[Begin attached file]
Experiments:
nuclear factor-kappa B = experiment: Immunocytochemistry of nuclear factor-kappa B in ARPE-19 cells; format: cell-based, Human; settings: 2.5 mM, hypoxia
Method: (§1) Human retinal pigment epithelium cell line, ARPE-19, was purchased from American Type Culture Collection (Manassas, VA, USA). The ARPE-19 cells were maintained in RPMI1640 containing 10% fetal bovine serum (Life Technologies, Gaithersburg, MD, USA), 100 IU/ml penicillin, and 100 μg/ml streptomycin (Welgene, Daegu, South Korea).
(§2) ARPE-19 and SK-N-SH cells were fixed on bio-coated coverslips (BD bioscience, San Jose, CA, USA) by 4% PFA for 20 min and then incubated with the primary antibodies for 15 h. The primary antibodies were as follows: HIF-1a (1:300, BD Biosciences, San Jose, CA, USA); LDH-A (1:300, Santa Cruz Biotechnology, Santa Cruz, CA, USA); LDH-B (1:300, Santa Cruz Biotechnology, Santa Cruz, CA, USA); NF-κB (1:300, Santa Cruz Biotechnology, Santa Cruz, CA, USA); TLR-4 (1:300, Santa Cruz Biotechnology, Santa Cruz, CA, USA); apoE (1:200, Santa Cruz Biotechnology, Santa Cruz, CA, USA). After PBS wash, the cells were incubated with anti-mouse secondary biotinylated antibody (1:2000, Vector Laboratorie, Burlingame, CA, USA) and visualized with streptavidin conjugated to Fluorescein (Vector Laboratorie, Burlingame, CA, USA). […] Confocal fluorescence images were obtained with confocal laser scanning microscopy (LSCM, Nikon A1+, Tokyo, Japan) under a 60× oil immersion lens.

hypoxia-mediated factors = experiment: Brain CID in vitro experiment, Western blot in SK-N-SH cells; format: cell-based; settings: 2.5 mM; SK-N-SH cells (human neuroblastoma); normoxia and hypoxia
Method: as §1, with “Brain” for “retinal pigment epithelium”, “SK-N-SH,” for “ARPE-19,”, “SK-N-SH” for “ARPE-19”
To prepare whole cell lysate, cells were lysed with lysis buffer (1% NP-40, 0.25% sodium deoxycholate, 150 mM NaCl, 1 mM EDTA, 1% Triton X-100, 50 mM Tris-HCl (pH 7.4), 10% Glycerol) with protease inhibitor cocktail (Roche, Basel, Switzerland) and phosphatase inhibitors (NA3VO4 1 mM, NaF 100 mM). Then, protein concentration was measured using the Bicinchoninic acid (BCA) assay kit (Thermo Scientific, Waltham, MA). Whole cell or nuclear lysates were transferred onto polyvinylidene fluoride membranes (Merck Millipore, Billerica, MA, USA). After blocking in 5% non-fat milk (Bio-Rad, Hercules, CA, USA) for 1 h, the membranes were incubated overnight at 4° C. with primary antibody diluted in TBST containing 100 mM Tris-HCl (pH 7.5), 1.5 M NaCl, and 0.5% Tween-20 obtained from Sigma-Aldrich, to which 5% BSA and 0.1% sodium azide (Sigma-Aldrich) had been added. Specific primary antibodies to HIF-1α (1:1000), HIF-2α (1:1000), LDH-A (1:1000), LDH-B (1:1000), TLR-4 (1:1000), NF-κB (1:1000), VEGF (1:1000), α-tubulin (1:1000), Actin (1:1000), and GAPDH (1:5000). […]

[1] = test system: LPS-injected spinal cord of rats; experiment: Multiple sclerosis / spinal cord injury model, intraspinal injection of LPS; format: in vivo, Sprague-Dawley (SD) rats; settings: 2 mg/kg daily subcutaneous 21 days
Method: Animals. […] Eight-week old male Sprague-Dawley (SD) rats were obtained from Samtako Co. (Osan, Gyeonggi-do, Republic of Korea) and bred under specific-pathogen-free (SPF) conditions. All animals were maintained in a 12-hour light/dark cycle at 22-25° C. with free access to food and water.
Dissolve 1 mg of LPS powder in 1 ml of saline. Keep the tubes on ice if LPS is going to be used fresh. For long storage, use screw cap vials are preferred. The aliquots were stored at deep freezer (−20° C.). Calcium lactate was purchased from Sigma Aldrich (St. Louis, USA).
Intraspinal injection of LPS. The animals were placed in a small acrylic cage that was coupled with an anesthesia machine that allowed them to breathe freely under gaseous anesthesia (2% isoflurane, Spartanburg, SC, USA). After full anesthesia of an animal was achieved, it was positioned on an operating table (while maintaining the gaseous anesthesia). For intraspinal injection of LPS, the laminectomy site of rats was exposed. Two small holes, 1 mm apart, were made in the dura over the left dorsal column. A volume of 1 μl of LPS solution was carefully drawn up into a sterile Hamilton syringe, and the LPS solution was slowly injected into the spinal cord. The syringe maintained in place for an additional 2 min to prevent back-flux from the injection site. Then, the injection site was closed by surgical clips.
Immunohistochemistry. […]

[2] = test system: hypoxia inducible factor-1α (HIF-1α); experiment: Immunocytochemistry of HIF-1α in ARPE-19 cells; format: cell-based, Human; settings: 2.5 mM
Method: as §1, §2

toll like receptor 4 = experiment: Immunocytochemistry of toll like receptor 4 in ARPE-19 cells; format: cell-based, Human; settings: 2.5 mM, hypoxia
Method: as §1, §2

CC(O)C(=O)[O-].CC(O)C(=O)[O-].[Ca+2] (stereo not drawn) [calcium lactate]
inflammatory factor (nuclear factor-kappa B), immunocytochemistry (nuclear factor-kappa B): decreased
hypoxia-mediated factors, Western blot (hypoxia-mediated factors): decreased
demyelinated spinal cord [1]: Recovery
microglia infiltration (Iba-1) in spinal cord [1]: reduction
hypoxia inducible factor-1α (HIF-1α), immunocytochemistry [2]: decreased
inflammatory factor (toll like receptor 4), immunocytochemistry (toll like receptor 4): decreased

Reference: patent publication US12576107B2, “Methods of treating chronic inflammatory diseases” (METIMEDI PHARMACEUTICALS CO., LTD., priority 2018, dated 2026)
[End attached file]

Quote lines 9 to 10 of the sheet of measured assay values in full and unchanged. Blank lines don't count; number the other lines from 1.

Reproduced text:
Method: Animals. […] Eight-week old male Sprague-Dawley (SD) rats were obtained from Samtako Co. (Osan, Gyeonggi-do, Republic of Korea) and bred under specific-pathogen-free (SPF) conditions. All animals were maintained in a 12-hour light/dark cycle at 22-25° C. with free access to food and water.
Dissolve 1 mg of LPS powder in 1 ml of saline. Keep the tubes on ice if LPS is going to be used fresh. For long storage, use screw cap vials are preferred. The aliquots were stored at deep freezer (−20° C.). Calcium lactate was purchased from Sigma Aldrich (St. Louis, USA).